When organizations are small it is fairly easy to maintain organizational effectiveness as the business is usually less complex and the work force is more manageable. At this point, there is a surplus of what we would call “organizational margin” or “organizational capacity” that enables a company to absorb minimal growth and not overtax the functional areas. As organizations grow, the business tends to become more complex, systems are required, and the people dimension is more difficult to manage.
The natural tendency is to leverage the work force to absorb the growth. Often, companies do not recognize the pain the work force is experiencing within the organization until it is too late. Pain such as disgruntle workers, disengaged workers, turnover, drop in customer sentiment, all these elements start to increase until eventually there is a stall or even worse a reduction from the previous growth levels. When the symptoms related to a reduction in organizational margin start to surface, there is often an executive bias that is created. How many times have you heard an executive say “what, nothing is wrong, look at our sales?” This is when the leadership should take a hard look at the organization and begin asking the hard questions.
The six areas of the organization to begin asking the hard questions (hint: I save the best one for last!) are as follows:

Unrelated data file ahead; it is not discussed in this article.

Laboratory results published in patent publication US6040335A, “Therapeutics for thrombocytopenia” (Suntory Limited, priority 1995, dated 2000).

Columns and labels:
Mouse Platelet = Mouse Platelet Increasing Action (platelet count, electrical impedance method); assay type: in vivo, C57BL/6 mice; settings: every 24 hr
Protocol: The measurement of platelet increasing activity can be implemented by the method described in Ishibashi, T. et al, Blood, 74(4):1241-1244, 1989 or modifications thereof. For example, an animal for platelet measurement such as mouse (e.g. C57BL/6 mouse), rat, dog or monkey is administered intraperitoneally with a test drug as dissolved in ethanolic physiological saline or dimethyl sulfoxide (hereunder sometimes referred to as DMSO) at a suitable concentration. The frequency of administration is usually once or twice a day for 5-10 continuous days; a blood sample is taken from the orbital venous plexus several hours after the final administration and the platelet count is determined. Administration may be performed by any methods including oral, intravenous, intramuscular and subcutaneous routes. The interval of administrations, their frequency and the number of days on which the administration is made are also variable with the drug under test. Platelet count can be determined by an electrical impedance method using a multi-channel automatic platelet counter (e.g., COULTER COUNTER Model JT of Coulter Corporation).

Leadership– are we developing and training leaders within the organization to support and grow with the brand? Have we properly communicated our “why”, our core values and behaviors? Are the core values and behaviors of leadership being monitored, measured, exhibited, and rewarded? Are they celebrated?
Finance– are we investing in the right things to further the organizations growth? Do we understand our true cost? Are we aligned with operations and human resources?
Operations– are the operations aligned with the business development, finance, and strategy of the organization? Are we too complex in our business model? Does human resources/talent acquisition have a clear understanding to our future people needs? Skills?
Infrastructure– is the infrastructure stable? Is it set-up to foster the right kind of dialog across functional areas as well as support the contextual work environments of our employees? Do our systems provide the right data? Are we able to get to the data in an insightful and meaningful way?
Business Development– are our efforts supportive of the agreed upon strategy? Is operations and finance aligned on supporting and delivering our efforts? Do we measure the right activities?
People– do we have the right people in the right positions and developed to be successful? Do we understand the behavioral typography for success in our key positions? Are there career paths for the employees to understand their opportunities? Are we managing our people as carefully as we are managing our other assets? How are we actively dialoging with our people? Does every person understand what we do, why we do it and where we are going? Does compensation and benefits support what is important to the organization’s future along with what is important for our people? What’s our turnover? Do we know the cost of our turnover? How deep is our bench strength? Do we have the right people metrics, and can we accurately measure them? Etc. etc. etc.
Increasing a company’s organizational effectiveness can seem like a difficult prospect. To not address the effectiveness, is a much more daunting reality. But having a plan and being intentional, you can increase your organizational effectiveness.